What are the first five websites you visit every day?

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Chad M. Gesser is an Associate Professor of Sociology at Owensboro Community and Technical College.  He teaches first and second year courses, using a lot of technology in the classroom and with students.  He also engages in a wide array of endeavors; currently dabbling with sound design/DJing.  You can find out more about Chad at http://sites.google.com/site/chadgesser/, and check some of his creative work at http://www.djprofg.com.

 

Here are Chad’s first five…

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"Jumping into my first five in the morning usually starts with my email.  I like to stay on top of email primarily to respond to students or colleagues needing assistance.  My next stop would likely be my Twitter feed.  Here I too respond, but I also organize my Twitter feed via lists.  I’ve created one of the more extensive Sociology Twitter lists.  I review that list to see what colleagues and organizations are sharing.  This can sometimes extend interaction with colleagues, or take me on a sociological adventure by clicking links, reading content, examining visualizations of data, and/or saving content to use later on with my students in class."

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"I use the music software program Ableton for my sound design, production, and DJ hobby.  I have developed a Twitter list for my related Ableton interests.  I find tips, tricks, tutorials, new tracks and plugins to use for my DJ hobby by running through this list.  I have a similar Music list that I curate.  I like to peer into the world of a variety of musicians, producers, DJs, and like minded creative people."

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"From here I’m likely to jump into my Google Reader application.  I don’t have one particular website I like to review in the morning.  I have several areas of interests that take the form of “folders of RSS feeds”.  Each folder contains anywhere from 5-60 website feeds.  The folder titles that I view most frequently are Ableton, Android (I’m a big mobile user), Artsy, DJ, EDM, Education, Google, Learning, Soc and Data Blogs, and Tech News."

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"Most recently I have found myself enjoying and being inspired by several websites in my Artsy folder.  A few that I currently enjoy and that provide inspiration are Beautiful/Decay (http://beautifuldecay.com/), Behance (http://www.behance.net/), Colossal (http://www.thisiscolossal.com/), and Open Culture (http://www.openculture.com/).”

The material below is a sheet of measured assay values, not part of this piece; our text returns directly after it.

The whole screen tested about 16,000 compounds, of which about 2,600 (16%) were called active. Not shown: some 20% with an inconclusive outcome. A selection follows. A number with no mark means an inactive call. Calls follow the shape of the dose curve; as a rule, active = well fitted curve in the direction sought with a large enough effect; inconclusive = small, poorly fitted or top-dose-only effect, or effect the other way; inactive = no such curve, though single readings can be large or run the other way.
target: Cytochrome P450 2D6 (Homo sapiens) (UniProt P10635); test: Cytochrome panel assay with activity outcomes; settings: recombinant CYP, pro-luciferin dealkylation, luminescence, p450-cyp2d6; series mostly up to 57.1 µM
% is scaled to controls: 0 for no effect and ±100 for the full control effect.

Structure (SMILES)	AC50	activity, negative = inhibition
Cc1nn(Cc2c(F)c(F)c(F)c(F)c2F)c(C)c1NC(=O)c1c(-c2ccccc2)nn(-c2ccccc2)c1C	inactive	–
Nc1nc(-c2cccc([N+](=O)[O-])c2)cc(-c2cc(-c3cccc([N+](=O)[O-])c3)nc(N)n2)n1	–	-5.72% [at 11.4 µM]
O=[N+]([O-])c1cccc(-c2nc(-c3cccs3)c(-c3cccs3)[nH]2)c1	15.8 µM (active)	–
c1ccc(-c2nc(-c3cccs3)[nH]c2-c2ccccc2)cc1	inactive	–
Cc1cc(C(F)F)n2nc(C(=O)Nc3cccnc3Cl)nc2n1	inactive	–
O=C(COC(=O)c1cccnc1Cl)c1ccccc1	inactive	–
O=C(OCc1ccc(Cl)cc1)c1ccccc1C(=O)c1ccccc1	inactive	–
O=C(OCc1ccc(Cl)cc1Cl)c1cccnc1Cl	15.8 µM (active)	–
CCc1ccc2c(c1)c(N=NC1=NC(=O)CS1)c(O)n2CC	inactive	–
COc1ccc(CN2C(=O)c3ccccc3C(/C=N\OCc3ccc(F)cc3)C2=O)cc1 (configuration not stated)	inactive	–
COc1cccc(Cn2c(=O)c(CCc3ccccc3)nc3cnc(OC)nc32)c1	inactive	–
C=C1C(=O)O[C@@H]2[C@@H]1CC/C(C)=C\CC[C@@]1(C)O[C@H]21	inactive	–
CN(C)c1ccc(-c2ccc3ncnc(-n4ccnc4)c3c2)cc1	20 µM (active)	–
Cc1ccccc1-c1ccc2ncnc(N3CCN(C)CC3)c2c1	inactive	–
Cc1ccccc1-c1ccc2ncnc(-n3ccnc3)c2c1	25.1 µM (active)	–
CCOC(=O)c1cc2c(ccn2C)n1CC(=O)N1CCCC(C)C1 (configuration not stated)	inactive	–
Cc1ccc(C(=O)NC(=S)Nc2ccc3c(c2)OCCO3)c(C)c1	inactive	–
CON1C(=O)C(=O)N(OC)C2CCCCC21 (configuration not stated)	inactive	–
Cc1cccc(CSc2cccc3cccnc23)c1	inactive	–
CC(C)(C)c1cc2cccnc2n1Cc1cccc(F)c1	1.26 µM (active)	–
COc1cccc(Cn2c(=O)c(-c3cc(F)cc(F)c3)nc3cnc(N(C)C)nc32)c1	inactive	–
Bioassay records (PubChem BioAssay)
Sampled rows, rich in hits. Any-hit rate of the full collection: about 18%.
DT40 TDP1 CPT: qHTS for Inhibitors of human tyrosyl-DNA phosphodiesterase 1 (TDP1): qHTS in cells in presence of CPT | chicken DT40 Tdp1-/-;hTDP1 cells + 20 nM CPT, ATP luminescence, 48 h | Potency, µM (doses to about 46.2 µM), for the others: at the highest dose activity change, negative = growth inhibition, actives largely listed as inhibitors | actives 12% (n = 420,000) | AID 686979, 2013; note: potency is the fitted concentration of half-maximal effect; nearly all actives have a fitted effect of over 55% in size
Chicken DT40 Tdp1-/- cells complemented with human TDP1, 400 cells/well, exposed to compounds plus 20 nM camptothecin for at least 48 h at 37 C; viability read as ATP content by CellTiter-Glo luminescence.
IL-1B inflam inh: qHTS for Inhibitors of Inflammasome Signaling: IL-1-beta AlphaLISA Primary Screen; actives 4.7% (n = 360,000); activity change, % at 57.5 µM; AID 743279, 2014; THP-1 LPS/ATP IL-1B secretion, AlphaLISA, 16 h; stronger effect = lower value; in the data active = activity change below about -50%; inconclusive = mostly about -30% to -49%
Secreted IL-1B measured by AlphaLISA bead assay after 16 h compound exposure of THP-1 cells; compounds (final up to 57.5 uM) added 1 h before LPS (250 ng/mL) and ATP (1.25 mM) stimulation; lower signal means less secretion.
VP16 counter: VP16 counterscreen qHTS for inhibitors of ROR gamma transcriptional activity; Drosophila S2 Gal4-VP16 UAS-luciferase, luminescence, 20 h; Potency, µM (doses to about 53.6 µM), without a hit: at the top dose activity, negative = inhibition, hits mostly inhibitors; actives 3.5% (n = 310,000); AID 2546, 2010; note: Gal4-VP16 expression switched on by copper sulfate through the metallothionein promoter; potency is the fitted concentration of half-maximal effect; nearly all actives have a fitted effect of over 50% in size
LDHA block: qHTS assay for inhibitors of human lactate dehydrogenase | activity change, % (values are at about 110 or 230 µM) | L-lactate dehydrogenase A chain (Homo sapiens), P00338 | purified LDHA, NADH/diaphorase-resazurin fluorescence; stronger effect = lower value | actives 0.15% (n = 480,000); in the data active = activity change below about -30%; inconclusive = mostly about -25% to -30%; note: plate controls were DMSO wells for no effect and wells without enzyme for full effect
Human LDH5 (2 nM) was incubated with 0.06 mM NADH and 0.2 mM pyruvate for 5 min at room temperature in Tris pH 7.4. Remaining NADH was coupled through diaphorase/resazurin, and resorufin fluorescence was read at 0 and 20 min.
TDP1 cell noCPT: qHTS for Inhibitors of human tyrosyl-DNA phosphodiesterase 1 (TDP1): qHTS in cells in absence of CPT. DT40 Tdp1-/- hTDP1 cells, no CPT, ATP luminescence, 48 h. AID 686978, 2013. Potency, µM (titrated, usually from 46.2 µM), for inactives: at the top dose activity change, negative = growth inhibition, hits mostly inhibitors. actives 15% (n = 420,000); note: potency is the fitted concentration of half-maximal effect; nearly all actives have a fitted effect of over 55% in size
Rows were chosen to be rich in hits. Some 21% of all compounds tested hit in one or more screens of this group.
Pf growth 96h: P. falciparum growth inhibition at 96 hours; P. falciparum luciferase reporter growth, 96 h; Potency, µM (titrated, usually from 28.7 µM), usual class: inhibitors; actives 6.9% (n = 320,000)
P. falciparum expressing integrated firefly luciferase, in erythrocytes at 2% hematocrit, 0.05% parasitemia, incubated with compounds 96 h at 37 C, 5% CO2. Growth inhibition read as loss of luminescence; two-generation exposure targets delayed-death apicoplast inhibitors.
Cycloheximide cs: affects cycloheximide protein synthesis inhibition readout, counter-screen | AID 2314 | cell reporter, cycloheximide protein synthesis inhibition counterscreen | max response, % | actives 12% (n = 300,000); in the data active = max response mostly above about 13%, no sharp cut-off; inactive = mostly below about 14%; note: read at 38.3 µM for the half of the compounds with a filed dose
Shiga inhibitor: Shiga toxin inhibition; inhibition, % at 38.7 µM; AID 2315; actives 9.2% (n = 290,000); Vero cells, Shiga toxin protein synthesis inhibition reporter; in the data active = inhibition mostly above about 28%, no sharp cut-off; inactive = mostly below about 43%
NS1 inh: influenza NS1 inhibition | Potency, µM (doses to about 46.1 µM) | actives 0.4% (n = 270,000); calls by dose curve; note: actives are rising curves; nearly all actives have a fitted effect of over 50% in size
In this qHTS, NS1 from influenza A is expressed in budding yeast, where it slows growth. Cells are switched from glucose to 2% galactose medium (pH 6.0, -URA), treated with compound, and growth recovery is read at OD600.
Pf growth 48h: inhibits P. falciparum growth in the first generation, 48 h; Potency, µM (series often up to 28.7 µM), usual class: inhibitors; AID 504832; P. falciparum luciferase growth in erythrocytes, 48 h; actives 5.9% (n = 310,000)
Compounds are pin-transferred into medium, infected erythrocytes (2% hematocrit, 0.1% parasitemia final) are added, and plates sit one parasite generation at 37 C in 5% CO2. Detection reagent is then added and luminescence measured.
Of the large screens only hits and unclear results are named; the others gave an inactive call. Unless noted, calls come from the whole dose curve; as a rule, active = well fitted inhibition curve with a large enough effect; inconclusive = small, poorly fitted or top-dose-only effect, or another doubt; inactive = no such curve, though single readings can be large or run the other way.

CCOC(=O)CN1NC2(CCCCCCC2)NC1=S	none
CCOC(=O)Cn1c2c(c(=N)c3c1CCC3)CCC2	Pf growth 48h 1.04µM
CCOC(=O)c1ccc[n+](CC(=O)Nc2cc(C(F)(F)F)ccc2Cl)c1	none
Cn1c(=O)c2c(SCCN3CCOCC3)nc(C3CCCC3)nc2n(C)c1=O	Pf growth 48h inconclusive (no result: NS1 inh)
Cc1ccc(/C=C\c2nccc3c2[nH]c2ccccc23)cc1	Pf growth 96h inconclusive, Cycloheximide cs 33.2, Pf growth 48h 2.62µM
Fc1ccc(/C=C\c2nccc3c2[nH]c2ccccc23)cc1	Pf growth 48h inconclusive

"Overall my first five might vary from day to day, but as you can see there are general themes.  As a sociologist, that’s not surprising."

 

P.S. You can click on the images to go to the site…

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Amanda considers herself a member of the community of practice known as the “digital humanities,” which means that she thinks about how the study of literature, history, and philosophy has been and is being and might be changed by computers and the Internet — but she doesn’t limit herself to thinking; she gets her hands dirty, thus causing some of the very change she thinks about, in an inexcusable breach of objectivity.

Amanda is currently a Research Assistant Professor and THATCamp Coordinator at the Roy Rosenzweig Center for History and New Media at George Mason University, helping scholars worldwide organize their own version of The Humanities and Technology Camp, “an inexpensive, open meeting where humanists and technologists of all skill levels learn and build together in sessions proposed on the spot.”

Here are Amanda’s first five…

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"I’ve had the daily poem from Poetry Daily set as my home page for at least ten years now and have never been tempted to change it. It’s a great way to keep up with contemporary poetry. Today’s poem (1/17/13) by Geri Doran describes a trek across a cold heath, beginning "Here not waterfalls: scrubby plats of gorse and heather"."

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"This is the major trade journal for higher education, and it’s basically my newspaper of record. Highlights include the lucid and literate reporting of Jennifer Howard on all aspects of humanities research and publishing and the ProfHacker blog for tech tips and tricks geared to academics.”

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"A competitor to the Chronicle of Higher Ed whose articles are all openly available online. Highlights for me include the Intellectual Affairs column by the funny and erudite Scott McLemee, who reviews recent scholarly books.”

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"It’s my job to maintain this web network, which runs on WordPress Multisite, so naturally I’m often there. THATCamp, if you don’t know, is a popular unconference " where humanists and technologists of all skill levels learn and build together in sessions proposed on the spot." THATCamp rocks."

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"I keep my To Do list (or rather several flavors of GTD-based To Do lists) in Google Docs. I’ve tried other ways of managing my To Do lists, but I keep coming back to Google Docs. It’s at least as flexible as a piece of paper, but it’s conveniently online, without all those annoying features of dedicated productivity apps."

 

P.S. You can click on the images to go to the site…